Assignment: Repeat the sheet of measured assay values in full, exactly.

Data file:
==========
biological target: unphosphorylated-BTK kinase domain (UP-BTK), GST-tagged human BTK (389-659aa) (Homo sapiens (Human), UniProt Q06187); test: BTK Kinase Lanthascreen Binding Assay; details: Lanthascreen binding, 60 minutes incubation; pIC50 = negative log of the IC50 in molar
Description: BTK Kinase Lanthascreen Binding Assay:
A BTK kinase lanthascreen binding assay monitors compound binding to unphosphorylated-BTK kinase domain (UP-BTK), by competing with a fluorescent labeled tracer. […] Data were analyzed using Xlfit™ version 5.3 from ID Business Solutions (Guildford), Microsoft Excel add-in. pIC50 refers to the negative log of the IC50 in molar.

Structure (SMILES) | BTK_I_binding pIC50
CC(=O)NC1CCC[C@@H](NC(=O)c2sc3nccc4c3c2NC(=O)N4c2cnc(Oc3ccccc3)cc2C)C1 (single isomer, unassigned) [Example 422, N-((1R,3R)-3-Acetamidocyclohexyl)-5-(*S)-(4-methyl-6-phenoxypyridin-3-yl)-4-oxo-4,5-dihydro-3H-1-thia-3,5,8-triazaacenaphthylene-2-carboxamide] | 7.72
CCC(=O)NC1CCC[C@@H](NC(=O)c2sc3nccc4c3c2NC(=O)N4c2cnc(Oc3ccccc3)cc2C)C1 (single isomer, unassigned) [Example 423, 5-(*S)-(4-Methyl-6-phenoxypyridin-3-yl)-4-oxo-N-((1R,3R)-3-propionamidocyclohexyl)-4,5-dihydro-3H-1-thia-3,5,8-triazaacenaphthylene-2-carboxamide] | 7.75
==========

biological target: unphosphorylated-BTK kinase domain (UP-BTK), GST-tagged human BTK (389-659aa) (Homo sapiens (Human), UniProt Q06187); test: BTK Kinase Lanthascreen Binding Assay; details: Lanthascreen binding, 60 minutes incubation; pIC50 = negative log of the IC50 in molar
Description: BTK Kinase Lanthascreen Binding Assay:
A BTK kinase lanthascreen binding assay monitors compound binding to unphosphorylated-BTK kinase domain (UP-BTK), by competing with a fluorescent labeled tracer. […] Data were analyzed using Xlfit™ version 5.3 from ID Business Solutions (Guildford), Microsoft Excel add-in. pIC50 refers to the negative log of the IC50 in molar.

Structure (SMILES) | BTK_I_binding pIC50
CC(=O)NC1CCC[C@@H](NC(=O)c2sc3nccc4c3c2NC(=O)N4c2cnc(Oc3ccccc3)cc2C)C1 (single isomer, unassigned) [Example 422, N-((1R,3R)-3-Acetamidocyclohexyl)-5-(*S)-(4-methyl-6-phenoxypyridin-3-yl)-4-oxo-4,5-dihydro-3H-1-thia-3,5,8-triazaacenaphthylene-2-carboxamide] | 7.72
CCC(=O)NC1CCC[C@@H](NC(=O)c2sc3nccc4c3c2NC(=O)N4c2cnc(Oc3ccccc3)cc2C)C1 (single isomer, unassigned) [Example 423, 5-(*S)-(4-Methyl-6-phenoxypyridin-3-yl)-4-oxo-N-((1R,3R)-3-propionamidocyclohexyl)-4,5-dihydro-3H-1-thia-3,5,8-triazaacenaphthylene-2-carboxamide] | 7.75